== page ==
What was it like to work with Danny Elfman and film score legend Jerry Goldsmith?

Though their styles were completely different they were both professional, geniuses, and hard working. I work with Danny until Dolores Claiborne. He even gave me some equipment when I was scoring my first film. Watching Jerry and Danny compose was amazing.

What is it like to conduct your own music?

Conducting your own music is a thrill because you only imagined in your head have it would be and then the orchestra hits the down beat and it’s magical: all your notes come toward you. I am fortunate to be able to work at Capitol Records. The studios/engineers/mixers have recorded everyone from Sinatra recorded to U2. I have a relationship with everyone. I love conducting in that room. I know there will never be a technical issue. I love the sound of the live orchestra and no one hears it better than the conductor.

How did you get the gig working for the LA Kings?

I was participating in a Darryl Evans ice hockey workshop. We were all getting dresses and I noticed one women how could not put on her equipment so I helped her out. She said she worked for the LA Kings and that Luc wanted every to take a workshop to see just how hard hockey is. I told the women to stay behind me and I would help her. Afterward, I helped her take off her equipment. She new my last name (from our jerseys) so she asked my name and what I did for a living. When I said composer Heidi Androl (a former commentator), said the Kings music was terrible and needed more energy to it. So 2 weeks later Heidi asked me to start writing for the Kings.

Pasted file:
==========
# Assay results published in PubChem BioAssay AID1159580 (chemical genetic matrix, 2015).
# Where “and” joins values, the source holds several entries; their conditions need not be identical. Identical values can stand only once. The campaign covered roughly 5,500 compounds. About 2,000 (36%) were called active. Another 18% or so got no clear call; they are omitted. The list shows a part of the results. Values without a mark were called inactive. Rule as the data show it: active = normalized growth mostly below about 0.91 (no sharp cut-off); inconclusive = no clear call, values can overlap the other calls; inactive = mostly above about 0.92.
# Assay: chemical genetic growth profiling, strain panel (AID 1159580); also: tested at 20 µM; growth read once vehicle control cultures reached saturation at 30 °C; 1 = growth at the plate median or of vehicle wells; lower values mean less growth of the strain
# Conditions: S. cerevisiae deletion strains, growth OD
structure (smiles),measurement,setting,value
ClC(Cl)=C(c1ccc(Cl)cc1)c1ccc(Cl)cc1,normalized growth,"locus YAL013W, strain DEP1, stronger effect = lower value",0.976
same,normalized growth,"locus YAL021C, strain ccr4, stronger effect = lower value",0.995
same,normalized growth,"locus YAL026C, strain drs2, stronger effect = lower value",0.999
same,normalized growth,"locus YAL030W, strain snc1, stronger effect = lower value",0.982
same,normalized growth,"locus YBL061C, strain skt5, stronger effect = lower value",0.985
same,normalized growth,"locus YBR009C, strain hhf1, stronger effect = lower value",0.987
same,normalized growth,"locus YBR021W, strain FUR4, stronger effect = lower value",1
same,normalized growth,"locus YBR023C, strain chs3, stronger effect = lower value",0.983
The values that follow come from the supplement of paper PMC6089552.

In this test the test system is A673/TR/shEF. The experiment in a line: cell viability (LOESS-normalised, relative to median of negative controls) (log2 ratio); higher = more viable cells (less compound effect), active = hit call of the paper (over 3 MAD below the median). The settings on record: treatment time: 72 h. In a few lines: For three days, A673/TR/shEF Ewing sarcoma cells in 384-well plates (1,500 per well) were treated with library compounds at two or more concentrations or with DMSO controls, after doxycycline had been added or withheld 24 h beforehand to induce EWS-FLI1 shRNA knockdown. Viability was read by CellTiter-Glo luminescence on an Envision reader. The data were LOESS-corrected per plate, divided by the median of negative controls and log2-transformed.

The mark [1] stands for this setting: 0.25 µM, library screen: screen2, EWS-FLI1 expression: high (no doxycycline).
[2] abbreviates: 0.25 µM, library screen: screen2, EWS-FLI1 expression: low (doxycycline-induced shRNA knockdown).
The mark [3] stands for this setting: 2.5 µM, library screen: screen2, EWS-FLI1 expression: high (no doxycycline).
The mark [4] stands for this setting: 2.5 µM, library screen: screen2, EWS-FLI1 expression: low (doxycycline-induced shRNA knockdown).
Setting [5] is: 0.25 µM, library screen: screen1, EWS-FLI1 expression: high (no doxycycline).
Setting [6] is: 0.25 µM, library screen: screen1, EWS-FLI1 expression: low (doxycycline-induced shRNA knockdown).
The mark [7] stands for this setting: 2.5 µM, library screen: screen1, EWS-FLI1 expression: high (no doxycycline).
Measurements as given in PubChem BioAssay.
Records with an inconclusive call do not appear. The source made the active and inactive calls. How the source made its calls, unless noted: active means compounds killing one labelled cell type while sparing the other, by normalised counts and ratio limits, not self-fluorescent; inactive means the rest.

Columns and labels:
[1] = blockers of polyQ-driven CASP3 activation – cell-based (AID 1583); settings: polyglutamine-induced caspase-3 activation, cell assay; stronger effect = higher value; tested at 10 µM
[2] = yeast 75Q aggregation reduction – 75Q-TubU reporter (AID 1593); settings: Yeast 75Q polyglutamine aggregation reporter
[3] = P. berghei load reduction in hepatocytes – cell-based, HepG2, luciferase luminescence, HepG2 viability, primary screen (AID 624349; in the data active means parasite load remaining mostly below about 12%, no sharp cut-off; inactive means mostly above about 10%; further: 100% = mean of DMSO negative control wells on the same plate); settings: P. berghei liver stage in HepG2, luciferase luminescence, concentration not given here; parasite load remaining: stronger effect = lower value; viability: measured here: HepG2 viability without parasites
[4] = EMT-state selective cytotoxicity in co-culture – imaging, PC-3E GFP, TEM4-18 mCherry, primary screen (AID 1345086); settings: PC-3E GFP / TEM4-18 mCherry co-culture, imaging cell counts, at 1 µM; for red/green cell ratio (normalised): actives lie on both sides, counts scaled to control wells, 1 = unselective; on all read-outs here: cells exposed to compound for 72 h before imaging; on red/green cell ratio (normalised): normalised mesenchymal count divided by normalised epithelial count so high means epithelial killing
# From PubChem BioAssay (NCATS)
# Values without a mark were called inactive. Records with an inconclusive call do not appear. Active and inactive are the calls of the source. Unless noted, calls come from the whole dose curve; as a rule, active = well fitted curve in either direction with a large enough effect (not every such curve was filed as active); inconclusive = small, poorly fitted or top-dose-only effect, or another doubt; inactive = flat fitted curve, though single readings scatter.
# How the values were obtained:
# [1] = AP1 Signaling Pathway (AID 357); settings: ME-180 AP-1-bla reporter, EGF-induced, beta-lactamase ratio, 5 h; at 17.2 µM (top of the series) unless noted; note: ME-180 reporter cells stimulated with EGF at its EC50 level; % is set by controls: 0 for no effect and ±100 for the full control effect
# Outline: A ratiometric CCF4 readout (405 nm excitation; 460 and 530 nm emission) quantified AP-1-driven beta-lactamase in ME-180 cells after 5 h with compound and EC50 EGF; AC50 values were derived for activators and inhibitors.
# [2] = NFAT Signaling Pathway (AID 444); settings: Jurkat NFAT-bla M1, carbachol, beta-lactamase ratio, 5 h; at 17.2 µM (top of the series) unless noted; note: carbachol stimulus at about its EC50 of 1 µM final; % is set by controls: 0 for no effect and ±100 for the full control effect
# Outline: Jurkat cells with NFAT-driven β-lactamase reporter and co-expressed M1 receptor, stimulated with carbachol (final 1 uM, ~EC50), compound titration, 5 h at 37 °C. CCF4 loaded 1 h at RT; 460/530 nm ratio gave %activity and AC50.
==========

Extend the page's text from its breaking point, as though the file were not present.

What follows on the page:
When did you know you wanted to be a composer?

When I was in the 2nd grade, Ms. Mengenie asked the girls and boys what they wanted to do when they grew up. They boys wanted to be rich or a fireman all the girls wanted to be a mommies but me. I said “I am going to be Leonard Bernstein” every laughed so I walked out, walked home and told my mom about it and she said “good for you!” and made me lunch. I was so into Westside Story, and his conducting was so passionate. He loved music so much and with such enthusiasm! I mean who wouldn’t want to be Leonard Bernstein?

What are fun things others should know about you?

FUN THINGS

I play on a male ice hockey team.

I have run 18 full marathons and 6 half marathons.

I am part jock/part musician.

I am and Italian Jew and my dad’s favorite expression was “Take your good time with you”-that’s what I do. I came from a happy home.

I have a non-profit organization call The Talk Foundation.

2 ducks live in my pool. Their names are Sweet Potato (the female) and Quack (the male) they come every year. She is a bit bossy and he is a true gentleman.